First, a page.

A Glitch in the Matrix
by Hope Madden
Nobody makes documentaries quite like Rodney Ascher.
You can see the 2010 short that first got him the attention of the Sundance Film Festival, S from Hell, in its entirety on YouTube right now. I think you should. It gives you just a taste of the mixture of absurd, earnest, terrifying and funny that inform his nonfiction recipes.
His 2012 documentary feature debut, Room 237, gave us a glimpse of his own fascination with personal obsessions. Ascher’s interest in the opinions and voices of his subjects clearly allows them to feel the safety necessary to share deeply held and seemingly ludicrous ideas. It also gives the film a sense of exploration rather than judgment. You are truly invited to wonder what if?
His most potent and terrifying invitation, The Nightmare, is so sincere in its sleuthing it may convince you that the film itself has infected you with a debilitating condition. So it’s no surprise that any new effort from Ascher draws awed anticipation from weirdos and cinephiles alike (not that there’s a big difference between the two).
Plus a ton of utterly fascinating footage of Philip K. Dick speaking.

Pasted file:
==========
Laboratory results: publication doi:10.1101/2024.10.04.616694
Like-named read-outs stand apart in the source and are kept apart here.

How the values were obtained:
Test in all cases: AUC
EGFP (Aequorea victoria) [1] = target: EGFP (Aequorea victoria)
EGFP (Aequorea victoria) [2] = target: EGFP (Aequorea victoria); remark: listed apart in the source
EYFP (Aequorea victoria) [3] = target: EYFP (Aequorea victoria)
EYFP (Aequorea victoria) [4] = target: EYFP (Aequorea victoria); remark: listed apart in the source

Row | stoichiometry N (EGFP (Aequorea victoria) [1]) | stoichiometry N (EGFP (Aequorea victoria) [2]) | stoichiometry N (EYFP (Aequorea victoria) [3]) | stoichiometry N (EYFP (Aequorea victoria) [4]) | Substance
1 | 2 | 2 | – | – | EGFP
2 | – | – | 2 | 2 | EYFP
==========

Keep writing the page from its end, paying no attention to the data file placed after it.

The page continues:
A Glitch in the Matrix, premiering earlier this week at Sundance and opening digitally (appropriately enough) this weekend, explores Simulation Theory. You know, that zany notion that we’re not real, we’re all living in a simulating played by beings of a higher intelligence.
Once again, Ascher’s meticulously built doc feels simultaneously playful and dark—two adjectives that suit the topic brilliantly. We’re reminded of Descartes attempts to prove that he exists, and before that, of Plato’s musings that we may be simply witnessing some form of life facsimile and not participating in reality at all.
So, it’s not a new idea. Perhaps the most intriguing notion the film brings up is that, when aquaducts were the height of technology, the world believed our bodies were at the mercy of our own humors. Once the telegraph became top tech, suddenly our bodies were run by electrical currents. And later, we “understood” that our brains were like computers.
It’s no surprise, then that in a virtual world, we lean toward the notion that reality is its own form of virtual reality. But Ascher digs much deeper, drawing images of a culture and personality type compelled by these ideas, and the hard potential consequences of a Matrix in the hands of someone less noble than Neo.
A Glitch in the Matrix becomes Ascher’s most complicated and poignant film.